Date of Award


Document Type


Degree Name

Master of Science in Optical Science and Engineering


Department of Engineering Physics

First Advisor

Michael A. Marciniak, PhD.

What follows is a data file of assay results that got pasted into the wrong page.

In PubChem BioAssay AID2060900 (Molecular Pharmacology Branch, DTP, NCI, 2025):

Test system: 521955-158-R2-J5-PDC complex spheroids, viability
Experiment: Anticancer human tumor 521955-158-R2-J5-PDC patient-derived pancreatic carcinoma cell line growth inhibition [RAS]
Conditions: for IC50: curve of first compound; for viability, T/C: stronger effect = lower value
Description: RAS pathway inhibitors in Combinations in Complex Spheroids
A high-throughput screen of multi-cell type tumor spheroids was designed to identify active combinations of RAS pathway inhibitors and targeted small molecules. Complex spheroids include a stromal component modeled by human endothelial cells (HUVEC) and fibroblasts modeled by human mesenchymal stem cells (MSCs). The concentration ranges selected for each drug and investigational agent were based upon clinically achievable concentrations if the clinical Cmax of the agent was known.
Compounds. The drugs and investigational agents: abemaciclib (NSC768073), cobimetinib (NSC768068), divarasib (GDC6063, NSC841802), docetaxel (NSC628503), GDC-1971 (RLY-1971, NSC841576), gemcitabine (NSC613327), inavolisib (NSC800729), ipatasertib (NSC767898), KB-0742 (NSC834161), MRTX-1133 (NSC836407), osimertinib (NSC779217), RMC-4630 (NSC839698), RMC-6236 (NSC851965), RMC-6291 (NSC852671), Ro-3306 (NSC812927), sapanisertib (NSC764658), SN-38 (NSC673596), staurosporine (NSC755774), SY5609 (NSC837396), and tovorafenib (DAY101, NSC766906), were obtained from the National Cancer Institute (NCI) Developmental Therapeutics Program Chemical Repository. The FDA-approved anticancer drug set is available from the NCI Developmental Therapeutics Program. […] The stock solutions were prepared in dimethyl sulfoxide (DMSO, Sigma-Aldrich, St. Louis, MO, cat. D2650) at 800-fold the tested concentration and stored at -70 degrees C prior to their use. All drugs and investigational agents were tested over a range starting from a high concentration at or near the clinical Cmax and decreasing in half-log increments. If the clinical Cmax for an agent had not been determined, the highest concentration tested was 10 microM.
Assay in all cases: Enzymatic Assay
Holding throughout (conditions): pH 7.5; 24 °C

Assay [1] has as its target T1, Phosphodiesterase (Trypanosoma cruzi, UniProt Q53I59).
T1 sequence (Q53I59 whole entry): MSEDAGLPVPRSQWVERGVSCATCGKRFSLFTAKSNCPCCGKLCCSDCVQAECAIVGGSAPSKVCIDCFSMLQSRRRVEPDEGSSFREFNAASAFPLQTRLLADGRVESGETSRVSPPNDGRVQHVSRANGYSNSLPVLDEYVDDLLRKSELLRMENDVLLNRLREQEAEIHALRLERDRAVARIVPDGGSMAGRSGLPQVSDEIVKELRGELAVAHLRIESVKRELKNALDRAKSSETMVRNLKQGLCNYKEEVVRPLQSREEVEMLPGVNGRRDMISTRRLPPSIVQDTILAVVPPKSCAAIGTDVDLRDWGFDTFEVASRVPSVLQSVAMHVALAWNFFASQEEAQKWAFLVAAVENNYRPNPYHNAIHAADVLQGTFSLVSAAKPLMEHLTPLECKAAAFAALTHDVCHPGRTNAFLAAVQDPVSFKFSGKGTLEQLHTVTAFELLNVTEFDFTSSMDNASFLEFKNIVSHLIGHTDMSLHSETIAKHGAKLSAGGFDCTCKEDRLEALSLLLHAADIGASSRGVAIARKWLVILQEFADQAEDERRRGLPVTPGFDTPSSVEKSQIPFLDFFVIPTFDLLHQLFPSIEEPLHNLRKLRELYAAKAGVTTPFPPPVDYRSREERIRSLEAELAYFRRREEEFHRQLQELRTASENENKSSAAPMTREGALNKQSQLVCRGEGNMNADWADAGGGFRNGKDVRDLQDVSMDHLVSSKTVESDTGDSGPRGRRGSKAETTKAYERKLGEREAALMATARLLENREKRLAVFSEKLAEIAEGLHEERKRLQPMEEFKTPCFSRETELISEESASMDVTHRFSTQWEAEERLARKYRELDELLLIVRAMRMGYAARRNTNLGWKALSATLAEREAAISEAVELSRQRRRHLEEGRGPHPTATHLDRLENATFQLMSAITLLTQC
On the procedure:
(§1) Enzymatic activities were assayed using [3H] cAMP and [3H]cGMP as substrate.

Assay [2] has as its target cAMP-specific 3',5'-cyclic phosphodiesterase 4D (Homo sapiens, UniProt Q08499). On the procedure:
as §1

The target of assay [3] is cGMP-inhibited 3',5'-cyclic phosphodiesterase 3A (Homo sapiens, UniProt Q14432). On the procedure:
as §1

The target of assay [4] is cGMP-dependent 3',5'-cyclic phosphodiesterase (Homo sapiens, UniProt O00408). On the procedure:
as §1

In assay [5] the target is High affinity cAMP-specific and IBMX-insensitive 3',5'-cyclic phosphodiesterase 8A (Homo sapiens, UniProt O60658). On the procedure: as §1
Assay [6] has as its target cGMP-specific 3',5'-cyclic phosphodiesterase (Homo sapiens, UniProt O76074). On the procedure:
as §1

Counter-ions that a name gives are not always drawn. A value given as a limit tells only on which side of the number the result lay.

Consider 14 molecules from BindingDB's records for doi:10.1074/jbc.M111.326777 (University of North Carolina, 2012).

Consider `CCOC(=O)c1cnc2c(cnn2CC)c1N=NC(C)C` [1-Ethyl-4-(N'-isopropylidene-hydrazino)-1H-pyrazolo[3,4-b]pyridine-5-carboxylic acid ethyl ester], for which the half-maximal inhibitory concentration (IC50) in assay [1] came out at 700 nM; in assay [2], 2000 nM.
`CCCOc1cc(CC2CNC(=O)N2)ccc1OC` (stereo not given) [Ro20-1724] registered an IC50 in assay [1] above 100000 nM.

The dielectric properties of candidate materials for radomes or sensor windows on hypersonic vehicles, which can reach temperatures above 1,500° Celsius when traveling greater than Mach 5, are required. Although there has been recent scientific interest in the temperature dependence of the dielectric constant, little is known for temperatures near 1,500° Celsius and above. Current research utilizes large laboratory-sized furnaces to achieve these temperatures. This also requires large sample sizes, which are expensive; such expense is greatly multiplied when sweeping through hundreds of materials for research and development. In an effort to reduce these costs, this thesis modeled a 7.0 cm x 2.295 cm x 1.016 cm rectangular waveguide aperture-coupled to a cylindrical cavity designed to operate at a resonant frequency of 10GHz, and utilized the electromagnetic cavity-perturbation technique to optimize the research of small dielectric disk samples placed within that cavity. The objective was to model the much smaller system, produce an empirical relationship between the cavity resonance and the dielectric constant of the sample, and create a prototype of the design to validate the proof of concept. Such samples could then be laser heated to these very high temperatures. As a result, it was found that a disk of 150µm thickness with a small radius, positioned at the center of the resonant cavity, is a viable geometry to produce the sensitivity required for conducting dielectric measurements as a function of sample temperature.

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